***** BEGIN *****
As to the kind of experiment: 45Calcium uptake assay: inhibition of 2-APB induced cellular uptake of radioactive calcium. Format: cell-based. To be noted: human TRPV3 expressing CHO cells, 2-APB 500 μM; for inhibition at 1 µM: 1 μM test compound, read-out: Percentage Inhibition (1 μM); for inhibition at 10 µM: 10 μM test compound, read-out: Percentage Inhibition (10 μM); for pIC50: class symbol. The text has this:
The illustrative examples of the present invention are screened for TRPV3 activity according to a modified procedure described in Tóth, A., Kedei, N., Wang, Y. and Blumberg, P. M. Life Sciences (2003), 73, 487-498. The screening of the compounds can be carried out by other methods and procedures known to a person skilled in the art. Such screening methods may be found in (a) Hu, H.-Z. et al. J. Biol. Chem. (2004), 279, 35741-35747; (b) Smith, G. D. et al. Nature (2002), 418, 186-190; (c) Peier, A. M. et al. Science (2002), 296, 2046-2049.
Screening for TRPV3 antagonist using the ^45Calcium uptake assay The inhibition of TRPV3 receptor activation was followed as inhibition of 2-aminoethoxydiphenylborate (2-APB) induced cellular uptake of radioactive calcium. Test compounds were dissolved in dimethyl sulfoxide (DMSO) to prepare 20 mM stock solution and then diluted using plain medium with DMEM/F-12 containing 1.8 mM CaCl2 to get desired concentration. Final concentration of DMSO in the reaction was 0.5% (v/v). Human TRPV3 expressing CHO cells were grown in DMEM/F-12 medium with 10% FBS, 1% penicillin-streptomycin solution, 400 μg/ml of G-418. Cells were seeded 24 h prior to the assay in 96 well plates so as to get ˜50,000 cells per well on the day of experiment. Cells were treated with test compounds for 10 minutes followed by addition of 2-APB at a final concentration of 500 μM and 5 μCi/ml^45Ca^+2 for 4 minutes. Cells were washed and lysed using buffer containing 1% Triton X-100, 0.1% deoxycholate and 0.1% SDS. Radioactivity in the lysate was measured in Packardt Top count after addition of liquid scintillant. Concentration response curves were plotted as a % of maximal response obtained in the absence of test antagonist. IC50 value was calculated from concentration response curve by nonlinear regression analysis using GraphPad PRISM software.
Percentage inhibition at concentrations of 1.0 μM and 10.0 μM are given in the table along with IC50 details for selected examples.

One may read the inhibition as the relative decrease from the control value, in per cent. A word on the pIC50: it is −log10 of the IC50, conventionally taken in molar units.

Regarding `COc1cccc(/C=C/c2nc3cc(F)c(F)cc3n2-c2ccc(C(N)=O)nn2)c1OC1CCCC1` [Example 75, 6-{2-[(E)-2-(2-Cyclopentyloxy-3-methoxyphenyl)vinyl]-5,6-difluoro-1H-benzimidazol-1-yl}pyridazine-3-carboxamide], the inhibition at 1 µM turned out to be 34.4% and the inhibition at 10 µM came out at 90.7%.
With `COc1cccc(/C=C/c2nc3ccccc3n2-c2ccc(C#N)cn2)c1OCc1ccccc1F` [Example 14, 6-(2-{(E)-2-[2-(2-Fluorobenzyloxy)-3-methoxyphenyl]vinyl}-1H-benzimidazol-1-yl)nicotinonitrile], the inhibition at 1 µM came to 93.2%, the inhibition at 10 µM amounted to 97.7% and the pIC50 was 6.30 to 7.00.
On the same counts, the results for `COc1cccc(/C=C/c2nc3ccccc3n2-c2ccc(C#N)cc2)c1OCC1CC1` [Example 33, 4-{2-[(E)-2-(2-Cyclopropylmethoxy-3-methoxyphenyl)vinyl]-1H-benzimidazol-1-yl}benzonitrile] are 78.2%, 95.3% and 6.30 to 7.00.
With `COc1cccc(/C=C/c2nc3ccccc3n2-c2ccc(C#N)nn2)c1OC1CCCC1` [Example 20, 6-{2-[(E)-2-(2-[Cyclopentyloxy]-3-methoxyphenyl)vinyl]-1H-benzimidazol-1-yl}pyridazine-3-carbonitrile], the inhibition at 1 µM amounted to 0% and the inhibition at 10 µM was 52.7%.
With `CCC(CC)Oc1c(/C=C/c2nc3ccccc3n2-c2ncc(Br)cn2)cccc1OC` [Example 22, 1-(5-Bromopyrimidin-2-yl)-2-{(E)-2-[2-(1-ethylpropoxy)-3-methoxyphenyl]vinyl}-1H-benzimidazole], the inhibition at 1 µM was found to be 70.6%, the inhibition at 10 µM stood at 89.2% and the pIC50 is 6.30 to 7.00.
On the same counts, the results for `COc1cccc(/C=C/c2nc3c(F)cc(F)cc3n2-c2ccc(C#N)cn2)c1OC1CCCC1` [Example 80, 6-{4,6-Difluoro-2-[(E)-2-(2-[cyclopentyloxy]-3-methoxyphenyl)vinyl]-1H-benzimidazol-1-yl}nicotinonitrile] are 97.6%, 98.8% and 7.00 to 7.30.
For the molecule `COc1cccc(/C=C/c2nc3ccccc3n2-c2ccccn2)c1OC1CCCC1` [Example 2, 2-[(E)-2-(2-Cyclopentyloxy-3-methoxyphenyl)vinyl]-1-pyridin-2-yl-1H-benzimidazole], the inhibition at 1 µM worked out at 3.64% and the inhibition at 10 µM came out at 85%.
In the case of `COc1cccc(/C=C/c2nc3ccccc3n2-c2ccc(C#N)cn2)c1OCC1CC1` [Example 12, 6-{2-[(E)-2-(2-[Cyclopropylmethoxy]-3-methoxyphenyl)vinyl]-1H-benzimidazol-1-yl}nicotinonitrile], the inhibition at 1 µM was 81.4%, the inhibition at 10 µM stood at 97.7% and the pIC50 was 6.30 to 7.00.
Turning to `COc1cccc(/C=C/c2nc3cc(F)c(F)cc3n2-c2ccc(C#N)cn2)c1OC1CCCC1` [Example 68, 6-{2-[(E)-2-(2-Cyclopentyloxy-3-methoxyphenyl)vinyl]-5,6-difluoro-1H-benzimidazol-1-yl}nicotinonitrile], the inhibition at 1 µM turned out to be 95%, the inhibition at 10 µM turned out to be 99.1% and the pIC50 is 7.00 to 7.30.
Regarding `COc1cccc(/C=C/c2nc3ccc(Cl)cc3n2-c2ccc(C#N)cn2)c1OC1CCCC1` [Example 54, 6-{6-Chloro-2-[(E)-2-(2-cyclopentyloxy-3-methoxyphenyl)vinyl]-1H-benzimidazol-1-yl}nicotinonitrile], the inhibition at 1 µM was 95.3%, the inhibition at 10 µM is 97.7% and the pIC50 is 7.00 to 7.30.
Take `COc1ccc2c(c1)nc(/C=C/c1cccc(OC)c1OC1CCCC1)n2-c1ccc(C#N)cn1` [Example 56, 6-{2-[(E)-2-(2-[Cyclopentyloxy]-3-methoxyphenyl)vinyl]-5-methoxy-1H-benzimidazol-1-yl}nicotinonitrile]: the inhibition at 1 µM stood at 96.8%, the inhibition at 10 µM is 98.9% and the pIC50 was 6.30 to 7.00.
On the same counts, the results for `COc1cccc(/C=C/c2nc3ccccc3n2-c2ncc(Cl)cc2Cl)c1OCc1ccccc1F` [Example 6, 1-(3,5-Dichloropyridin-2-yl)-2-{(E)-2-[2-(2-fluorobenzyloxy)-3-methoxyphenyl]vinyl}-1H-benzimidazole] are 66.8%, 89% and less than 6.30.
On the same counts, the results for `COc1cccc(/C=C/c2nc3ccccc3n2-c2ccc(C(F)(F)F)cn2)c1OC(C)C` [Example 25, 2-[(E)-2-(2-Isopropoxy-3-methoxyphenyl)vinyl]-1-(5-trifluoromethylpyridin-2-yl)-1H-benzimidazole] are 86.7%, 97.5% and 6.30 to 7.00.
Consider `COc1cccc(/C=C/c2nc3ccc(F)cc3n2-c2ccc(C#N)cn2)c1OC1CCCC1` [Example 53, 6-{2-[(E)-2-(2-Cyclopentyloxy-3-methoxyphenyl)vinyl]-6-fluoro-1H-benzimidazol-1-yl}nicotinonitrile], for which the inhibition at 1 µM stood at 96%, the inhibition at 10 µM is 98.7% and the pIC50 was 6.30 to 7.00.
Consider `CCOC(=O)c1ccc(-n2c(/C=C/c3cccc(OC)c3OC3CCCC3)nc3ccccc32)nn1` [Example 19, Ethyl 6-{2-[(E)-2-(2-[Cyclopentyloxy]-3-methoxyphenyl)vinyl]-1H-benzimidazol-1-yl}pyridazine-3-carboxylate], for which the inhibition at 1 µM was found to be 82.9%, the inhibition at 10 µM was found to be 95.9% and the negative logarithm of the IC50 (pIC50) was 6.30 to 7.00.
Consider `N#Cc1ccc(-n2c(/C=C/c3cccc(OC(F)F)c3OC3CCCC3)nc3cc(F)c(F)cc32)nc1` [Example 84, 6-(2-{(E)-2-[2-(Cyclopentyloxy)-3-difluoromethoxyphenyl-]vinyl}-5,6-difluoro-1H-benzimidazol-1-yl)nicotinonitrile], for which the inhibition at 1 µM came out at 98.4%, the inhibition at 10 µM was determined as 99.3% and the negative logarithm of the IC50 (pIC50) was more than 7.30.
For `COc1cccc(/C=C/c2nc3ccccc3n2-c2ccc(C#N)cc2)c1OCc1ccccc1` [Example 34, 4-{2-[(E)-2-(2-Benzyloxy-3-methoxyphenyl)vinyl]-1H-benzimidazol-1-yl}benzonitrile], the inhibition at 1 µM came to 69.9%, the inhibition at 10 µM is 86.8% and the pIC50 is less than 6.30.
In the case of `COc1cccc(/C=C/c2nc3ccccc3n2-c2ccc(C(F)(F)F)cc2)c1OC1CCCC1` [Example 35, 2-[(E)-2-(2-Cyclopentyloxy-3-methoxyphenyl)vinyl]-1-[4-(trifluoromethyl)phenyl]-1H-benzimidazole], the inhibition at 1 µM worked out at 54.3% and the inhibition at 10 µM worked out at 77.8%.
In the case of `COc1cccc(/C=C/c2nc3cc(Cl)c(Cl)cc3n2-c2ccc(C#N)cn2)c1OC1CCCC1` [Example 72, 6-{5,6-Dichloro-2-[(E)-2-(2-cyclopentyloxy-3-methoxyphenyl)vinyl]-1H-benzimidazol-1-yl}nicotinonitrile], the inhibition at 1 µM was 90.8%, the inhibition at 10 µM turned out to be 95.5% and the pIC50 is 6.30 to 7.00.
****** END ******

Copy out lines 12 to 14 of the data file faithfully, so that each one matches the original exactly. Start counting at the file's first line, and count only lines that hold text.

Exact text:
For the molecule `COc1cccc(/C=C/c2nc3ccccc3n2-c2ccccn2)c1OC1CCCC1` [Example 2, 2-[(E)-2-(2-Cyclopentyloxy-3-methoxyphenyl)vinyl]-1-pyridin-2-yl-1H-benzimidazole], the inhibition at 1 µM worked out at 3.64% and the inhibition at 10 µM came out at 85%.
In the case of `COc1cccc(/C=C/c2nc3ccccc3n2-c2ccc(C#N)cn2)c1OCC1CC1` [Example 12, 6-{2-[(E)-2-(2-[Cyclopropylmethoxy]-3-methoxyphenyl)vinyl]-1H-benzimidazol-1-yl}nicotinonitrile], the inhibition at 1 µM was 81.4%, the inhibition at 10 µM stood at 97.7% and the pIC50 was 6.30 to 7.00.
Turning to `COc1cccc(/C=C/c2nc3cc(F)c(F)cc3n2-c2ccc(C#N)cn2)c1OC1CCCC1` [Example 68, 6-{2-[(E)-2-(2-Cyclopentyloxy-3-methoxyphenyl)vinyl]-5,6-difluoro-1H-benzimidazol-1-yl}nicotinonitrile], the inhibition at 1 µM turned out to be 95%, the inhibition at 10 µM turned out to be 99.1% and the pIC50 is 7.00 to 7.30.